By David Wong, 21, Singapore
David confessed to Nathan, “I have sinned against the Lord.” Nathan replied, “Yes, but the Lord has forgiven you, and you won’t die for this sin.” —2 Samuel 12:13
Imagine you were Uriah’s parents. Imagine you were in the king’s courts when prophet Nathan confronted king David of his sin. You hear Nathan’s searing indictment, “You are the man!” Just then, your heart sinks. You come to the bleak realization that the death of your son was not merely the result of being killed in battle. Instead, it was a carefully orchestrated murder plot by the king to cover his adultery with your daughter-in-law.
Shock gives way to anger and hatred toward David. You hear David acknowledging his sin, but that’s not all you want to hear. You want to hear Nathan pronouncing God’s judgment and justice upon David’s life. Instead, you heard the most ridiculous and unjust statements ever: “The Lord has forgiven you, and you won’t die for this sin” (v.13). A mere acknowledgment of sin resulted in God’s forgiveness. At this moment, your anger turns toward God. You cry out, “Where is the justice? How can You forgive him just like that? Don’t You understand that he killed my son?”
How can God be just and yet forgiven David just like that? This is radical grace. But it was also unjust grace… or so it seems.
The Old Testament points to Jesus in various ways. One way, as we saw in the study of David’s love for Mephibosheth, is that some bible characters reflect Christ and portray some aspects of God’s character. Another way, as we have seen last week, is by giving us an imperfect picture so that we would look beyond for someone much better. Similarly in today’s story, the forgiveness of King David gives us an incomplete picture of which the New Testament will complete.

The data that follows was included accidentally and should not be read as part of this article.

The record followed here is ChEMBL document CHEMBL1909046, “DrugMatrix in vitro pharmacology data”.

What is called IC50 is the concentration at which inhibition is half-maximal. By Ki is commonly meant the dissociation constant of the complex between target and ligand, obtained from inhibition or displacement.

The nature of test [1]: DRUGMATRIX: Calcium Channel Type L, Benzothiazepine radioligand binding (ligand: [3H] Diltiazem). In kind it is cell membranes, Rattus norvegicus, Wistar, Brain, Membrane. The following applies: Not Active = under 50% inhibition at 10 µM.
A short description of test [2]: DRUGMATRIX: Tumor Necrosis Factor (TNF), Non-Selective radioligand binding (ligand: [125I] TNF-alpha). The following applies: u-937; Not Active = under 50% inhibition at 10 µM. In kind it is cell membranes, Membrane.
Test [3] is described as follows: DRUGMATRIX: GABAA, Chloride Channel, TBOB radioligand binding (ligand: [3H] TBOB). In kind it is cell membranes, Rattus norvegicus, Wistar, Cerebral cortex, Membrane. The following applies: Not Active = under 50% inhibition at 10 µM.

So how was it that David could be forgiven? The Bible tells us that David’s forgiveness was made possible only because of Jesus. In Romans 3:23-25, it says, “For everyone has sinned; we all fall short of God’s glorious standard. Yet God, with undeserved kindness, declares that we are righteous. He did this through Christ Jesus when he freed us from the penalty for our sins. For God presented Jesus as the sacrifice for sin. People are made right with God when they believe that Jesus sacrificed his life, shedding his blood. This sacrifice shows that God was being fair when he held back and did not punish those who sinned in times past.” [emphasis added]
David was forgiven not because he was a man after God’s own heart. It was not because he had an excellent record of good deeds. Such thinking will only create legalism and moralism in the church and in our life! David’s good deeds count as nothing! God could justly forgive David because one day, God would punish David’s adultery on Jesus. Jesus died for David’s adultery and murder.
Likewise, Jesus has died on the cross for our sins! This is the good news! Rejoice because if you confess your sins, God is faithful and just to forgive you and make you clean (1 John 1:9). In the same way David’s confession was followed immediately by forgiveness, so it is for us! Our confession of sin, in Jesus’ name, will immediately be followed by forgiveness from God! Rejoice, and give praise and glory to Jesus!
As we end off this series, my hope and prayer is that these articles will lead you to greater praise and greater treasuring of Jesus. May it also prompt you to consider how the stories of the Old Testaments fit into God’s bigger story of redemption.
Soli Deo Gloria; Glory to God Alone.
Read the entire series!
Part 1 – Crippled but Accepted
Part 2 – Brought Near
Part 3 – David and Mephibosheth
Part 4 – I am Pregnant